Southern sea otters are local icons, gracing a plethora of souvenirs, murals and postcards throughout central and northern California. With a face like that, it’s easy to see why. But sea otters themselves are not so plentiful. In honor of Sea Otter Awareness Week at the end of September, take a closer look at what’s behind that furry façade.
Helen Golden is a digital fine artist; her daughter Nadine Golden is a scientist with the U.S. Geological Survey's Pacific Coast and Marine Science Center. Although both live in Santa Cruz, mother and daughter seem worlds apart. But in fact, they are fascinated by each other's work . . .
In the winter of 2007, residents of New York State began finding dead bats in their yards. Since then it’s estimated that more than a million bats have died from white-nose syndrome, a fuzzy white fungus that grows on their noses and wings.
The best place to visit a fault is in Hayward, where the Hayward fault runs right through downtown. You can take BART there and enjoy a good meal while you're in town.
What would an earthquake early warning look like?
One tool to remind ourselves of what is possible when it comes to 'rare' natural events is science.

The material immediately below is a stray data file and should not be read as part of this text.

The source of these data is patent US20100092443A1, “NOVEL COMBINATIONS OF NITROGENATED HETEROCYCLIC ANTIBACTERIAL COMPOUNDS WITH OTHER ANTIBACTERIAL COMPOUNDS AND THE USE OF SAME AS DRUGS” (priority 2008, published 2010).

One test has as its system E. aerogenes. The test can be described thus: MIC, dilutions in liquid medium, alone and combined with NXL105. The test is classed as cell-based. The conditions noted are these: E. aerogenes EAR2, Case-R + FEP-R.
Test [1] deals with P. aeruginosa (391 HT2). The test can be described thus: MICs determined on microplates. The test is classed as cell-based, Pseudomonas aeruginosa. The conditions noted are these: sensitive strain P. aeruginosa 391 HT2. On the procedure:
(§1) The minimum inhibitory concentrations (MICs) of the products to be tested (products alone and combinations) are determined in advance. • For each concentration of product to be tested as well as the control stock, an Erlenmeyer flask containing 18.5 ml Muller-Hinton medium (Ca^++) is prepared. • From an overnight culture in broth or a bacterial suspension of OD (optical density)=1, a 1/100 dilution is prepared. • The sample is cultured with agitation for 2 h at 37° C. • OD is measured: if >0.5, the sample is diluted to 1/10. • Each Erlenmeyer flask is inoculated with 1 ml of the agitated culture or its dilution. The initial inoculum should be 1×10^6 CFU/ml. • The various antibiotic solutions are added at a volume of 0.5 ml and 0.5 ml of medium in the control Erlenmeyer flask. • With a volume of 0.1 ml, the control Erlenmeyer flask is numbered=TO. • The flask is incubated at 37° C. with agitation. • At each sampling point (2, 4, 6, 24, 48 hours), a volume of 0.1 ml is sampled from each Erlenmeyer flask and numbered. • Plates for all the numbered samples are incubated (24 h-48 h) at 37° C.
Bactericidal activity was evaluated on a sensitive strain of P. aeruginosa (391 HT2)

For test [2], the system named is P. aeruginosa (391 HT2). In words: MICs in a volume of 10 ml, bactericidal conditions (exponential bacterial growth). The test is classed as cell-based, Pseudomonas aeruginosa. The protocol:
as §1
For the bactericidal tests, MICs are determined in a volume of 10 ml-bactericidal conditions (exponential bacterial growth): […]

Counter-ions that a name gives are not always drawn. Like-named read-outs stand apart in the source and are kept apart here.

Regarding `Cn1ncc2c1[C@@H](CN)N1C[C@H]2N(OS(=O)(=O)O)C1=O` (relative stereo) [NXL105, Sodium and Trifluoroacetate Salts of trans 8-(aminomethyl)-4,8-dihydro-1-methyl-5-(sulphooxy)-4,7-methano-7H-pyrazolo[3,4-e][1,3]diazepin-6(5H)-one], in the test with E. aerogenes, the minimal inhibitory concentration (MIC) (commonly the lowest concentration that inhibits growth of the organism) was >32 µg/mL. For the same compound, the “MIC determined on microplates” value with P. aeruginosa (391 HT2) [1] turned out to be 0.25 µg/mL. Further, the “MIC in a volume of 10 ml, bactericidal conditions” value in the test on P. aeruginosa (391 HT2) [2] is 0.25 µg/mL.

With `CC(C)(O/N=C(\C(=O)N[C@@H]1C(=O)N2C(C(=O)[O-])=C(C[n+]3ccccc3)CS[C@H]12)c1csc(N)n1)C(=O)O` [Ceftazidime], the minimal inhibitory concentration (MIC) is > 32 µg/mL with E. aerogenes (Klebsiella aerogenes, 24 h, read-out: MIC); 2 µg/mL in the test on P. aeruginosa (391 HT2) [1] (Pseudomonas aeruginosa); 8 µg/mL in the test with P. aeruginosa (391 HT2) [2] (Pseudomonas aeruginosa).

The magnitude 7.0 earthquake that occurred a couple weeks ago near Christchurch, New Zealand is yet another reminder for those of us living in the Bay Area about the inevitable seismic danger we face. While many details of the New Zealand earthquake are different than what we face in the Bay Area, there are a few aspects that are comparable.
Wetlands — they are possibly the most diverse ecosystems on the plant, according to environmental scientists.
It's been twenty years since the Loma Prieta Earthquake ravaged downtown Santa Cruz and damaged San Francisco's Marina District and the Bay Bridge. Quest looks at the dramatic improvements in earthquake prediction technology since 1989. But what can be done with ten seconds of warning?
When I first began researching this story for QUEST, I was surprised that I hadn't heard more about geothermal energy. It's never lumped into that renewable energy laundry list that's recited by politicians and journalists alike — you know, "…solar, wind, hydroelectric and biofuels". But it turns out that geothermal energy has really great potential.
So we know- or should know- the seismic risks of living in one of the most vibrant, diverse places in the U.S. Short of leaving the region, what can we do?